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data3dweight
data3dweight
Figure 8
Weighting function for the non-stationary PEFs estimation. Whiter means larger weight. The weight is zero where traces are missing.
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pef.comp
pef.comp
Figure 9
PEFs estimated for each patch for the noise and signal. The vertical axis represents the PEF coefficients (the leading one coefficient is omitted) and the horizontal axis represents a patch number (Figure [*]). (a) Noise PEFs with unweighted residual. (b) Noise PEFs with weighted residual. Note that the noise PEFs are very close to a 1-D second derivative (1,-2,1). (c) Signal PEFs with unweighted residual. (d) Signal PEFs with weighted residual.
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patch-geom
Figure 10
Geometry of the patches. The numbers correspond to the vertical axis of Figure [*].
patch-geom
view

 
separ-ns-3d
separ-ns-3d
Figure 11
Signal estimated without weight for the signal and noise PEFs estimation. Some noise remains below 0.42 s.
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separ-ns-weight-AGC-3d
separ-ns-weight-AGC-3d
Figure 12
Signal estimated with weight for the signal and noise PEFs estimation. The noise is well attenuated. The time slice displays the channel more clearly than in Figure [*].
[*] view burn build edit restore

To finish with the 3-D data example, I show in Figure [*] the noise attenuation result when the noise and signal models are weighted prior to the PEF estimation. In that case, the residual is not weighted, but only the data are, i.e., equation (5). Note that the same inversion parameters ($\epsilon$ in equation (8), number of iterations, patch geometry, PEF sizes) are used for both cases. This result is also satisfying but the signal is not as well preserved as it is in Figure [*]. I show a difference plot between the two results in Figure [*]. Looking closely at the time slices (upper panel) of Figures [*] and [*], we see at large black area between 6000 and 4000 meters in the crossline direction and between 2670 and 3670 meters in the inline direction. We can see the same black shape in the difference plot of Figure [*], thus demonstrating that more noise has been subtracted in Figure [*]. The same conclusion holds for the white area above the black shape in Figures [*] and [*]. These differences prove that weighting the residual is the correct way of handling amplitude problems with seismic data.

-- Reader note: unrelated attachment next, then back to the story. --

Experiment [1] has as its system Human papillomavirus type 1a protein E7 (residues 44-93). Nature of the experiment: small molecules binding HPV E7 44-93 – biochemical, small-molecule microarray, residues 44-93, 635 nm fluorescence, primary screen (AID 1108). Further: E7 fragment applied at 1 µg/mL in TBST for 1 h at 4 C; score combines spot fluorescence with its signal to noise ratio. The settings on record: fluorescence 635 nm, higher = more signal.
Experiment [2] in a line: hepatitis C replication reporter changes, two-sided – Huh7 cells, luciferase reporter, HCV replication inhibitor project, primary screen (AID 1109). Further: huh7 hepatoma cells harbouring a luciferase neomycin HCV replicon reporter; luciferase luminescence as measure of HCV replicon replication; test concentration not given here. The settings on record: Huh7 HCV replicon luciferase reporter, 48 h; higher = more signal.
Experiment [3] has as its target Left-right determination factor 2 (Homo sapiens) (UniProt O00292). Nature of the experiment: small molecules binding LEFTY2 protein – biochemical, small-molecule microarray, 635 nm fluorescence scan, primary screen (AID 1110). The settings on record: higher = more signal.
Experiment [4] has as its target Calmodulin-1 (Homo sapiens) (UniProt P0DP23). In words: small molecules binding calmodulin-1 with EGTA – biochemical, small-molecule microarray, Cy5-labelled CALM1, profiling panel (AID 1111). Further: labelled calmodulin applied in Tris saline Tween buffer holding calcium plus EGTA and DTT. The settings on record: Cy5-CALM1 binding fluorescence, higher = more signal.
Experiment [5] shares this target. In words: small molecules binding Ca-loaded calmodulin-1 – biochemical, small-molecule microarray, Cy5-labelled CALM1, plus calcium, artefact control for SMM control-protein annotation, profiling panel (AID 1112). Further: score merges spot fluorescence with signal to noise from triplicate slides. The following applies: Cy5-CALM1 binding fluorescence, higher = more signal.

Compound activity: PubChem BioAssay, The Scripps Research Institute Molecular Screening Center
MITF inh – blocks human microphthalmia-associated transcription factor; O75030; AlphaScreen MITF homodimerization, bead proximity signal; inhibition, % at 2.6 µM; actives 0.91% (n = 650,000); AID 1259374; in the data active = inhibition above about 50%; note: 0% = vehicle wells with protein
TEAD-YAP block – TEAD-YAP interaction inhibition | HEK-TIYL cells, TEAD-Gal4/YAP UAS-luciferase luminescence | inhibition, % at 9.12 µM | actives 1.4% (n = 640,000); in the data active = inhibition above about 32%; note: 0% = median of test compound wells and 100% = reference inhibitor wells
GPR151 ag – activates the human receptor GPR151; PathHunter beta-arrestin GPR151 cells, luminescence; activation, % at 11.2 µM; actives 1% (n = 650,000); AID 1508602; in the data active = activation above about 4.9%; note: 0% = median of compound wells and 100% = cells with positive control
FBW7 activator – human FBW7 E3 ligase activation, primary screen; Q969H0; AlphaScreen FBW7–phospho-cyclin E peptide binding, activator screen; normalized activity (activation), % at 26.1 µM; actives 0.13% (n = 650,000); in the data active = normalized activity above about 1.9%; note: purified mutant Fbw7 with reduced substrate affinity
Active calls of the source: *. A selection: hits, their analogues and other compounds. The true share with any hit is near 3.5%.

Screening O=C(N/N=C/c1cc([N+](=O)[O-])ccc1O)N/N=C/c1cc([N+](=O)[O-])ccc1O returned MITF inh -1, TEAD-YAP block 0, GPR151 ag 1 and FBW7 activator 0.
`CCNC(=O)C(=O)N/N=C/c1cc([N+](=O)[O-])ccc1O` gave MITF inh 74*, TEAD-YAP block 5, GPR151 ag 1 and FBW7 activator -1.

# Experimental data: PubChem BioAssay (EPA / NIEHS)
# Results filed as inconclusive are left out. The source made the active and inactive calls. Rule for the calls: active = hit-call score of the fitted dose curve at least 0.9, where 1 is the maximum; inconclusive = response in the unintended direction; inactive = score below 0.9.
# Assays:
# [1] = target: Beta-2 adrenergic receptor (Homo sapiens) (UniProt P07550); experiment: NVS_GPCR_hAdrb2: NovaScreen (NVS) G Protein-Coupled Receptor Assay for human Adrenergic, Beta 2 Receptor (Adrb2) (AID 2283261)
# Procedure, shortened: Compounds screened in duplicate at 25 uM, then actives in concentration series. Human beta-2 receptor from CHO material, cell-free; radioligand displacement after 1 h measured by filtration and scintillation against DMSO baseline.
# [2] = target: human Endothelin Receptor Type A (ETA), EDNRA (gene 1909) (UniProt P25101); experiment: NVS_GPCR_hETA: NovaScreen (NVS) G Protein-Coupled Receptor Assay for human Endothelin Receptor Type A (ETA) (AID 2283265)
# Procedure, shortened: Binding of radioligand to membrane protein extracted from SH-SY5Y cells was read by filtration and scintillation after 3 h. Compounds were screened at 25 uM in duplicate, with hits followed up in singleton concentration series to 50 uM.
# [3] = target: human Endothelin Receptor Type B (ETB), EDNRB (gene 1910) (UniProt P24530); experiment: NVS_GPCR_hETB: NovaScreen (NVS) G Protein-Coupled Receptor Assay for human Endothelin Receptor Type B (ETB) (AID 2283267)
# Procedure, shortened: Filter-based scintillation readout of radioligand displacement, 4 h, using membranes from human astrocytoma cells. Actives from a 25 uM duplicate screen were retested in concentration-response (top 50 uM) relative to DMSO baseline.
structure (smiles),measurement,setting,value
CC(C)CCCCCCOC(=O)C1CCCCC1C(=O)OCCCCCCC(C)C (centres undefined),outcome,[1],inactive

separ-ns-AGC-3d
separ-ns-AGC-3d
Figure 13
Signal estimated with a weighted noise and signal model for the PEFs estimation.
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comp-3d
comp-3d
Figure 14
Difference between Figure [*] and Figure [*]. The signal is better preserved with the weighted residual than with the weighted noise and signal models.
[*] view burn build edit restore


next up previous print clean
Next: conclusion Up: Signal-noise separation with weighted Previous: A 2-D example
Stanford Exploration Project
7/8/2003